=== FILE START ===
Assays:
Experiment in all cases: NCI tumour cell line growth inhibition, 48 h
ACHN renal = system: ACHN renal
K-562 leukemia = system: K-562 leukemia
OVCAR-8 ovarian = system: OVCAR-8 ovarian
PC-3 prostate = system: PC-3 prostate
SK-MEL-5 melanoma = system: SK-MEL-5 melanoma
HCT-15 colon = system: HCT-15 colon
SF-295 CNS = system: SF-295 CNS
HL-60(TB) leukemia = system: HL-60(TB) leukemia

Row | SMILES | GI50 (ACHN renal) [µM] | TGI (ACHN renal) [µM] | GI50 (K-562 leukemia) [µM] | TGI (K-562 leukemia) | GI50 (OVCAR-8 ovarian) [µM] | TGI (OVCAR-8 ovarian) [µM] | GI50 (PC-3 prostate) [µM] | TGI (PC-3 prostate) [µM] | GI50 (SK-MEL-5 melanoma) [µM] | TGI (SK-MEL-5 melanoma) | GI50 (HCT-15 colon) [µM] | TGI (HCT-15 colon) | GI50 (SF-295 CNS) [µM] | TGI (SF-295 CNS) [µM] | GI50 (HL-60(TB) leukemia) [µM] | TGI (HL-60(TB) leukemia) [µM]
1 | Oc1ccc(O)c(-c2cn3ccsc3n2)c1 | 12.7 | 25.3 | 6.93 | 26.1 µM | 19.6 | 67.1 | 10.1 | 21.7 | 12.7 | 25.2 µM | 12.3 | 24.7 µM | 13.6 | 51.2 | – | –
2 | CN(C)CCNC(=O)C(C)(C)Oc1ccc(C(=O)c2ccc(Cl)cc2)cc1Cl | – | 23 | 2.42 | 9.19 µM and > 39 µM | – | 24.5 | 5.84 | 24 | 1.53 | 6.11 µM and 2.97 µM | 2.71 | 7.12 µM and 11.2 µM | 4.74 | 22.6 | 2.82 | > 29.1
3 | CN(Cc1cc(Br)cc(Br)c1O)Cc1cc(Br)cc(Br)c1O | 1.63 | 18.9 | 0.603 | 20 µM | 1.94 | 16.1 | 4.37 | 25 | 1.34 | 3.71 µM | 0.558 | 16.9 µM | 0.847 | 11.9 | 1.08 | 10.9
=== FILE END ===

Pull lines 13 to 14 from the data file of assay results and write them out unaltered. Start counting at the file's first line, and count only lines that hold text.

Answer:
2 | CN(C)CCNC(=O)C(C)(C)Oc1ccc(C(=O)c2ccc(Cl)cc2)cc1Cl | – | 23 | 2.42 | 9.19 µM and > 39 µM | – | 24.5 | 5.84 | 24 | 1.53 | 6.11 µM and 2.97 µM | 2.71 | 7.12 µM and 11.2 µM | 4.74 | 22.6 | 2.82 | > 29.1
3 | CN(Cc1cc(Br)cc(Br)c1O)Cc1cc(Br)cc(Br)c1O | 1.63 | 18.9 | 0.603 | 20 µM | 1.94 | 16.1 | 4.37 | 25 | 1.34 | 3.71 µM | 0.558 | 16.9 µM | 0.847 | 11.9 | 1.08 | 10.9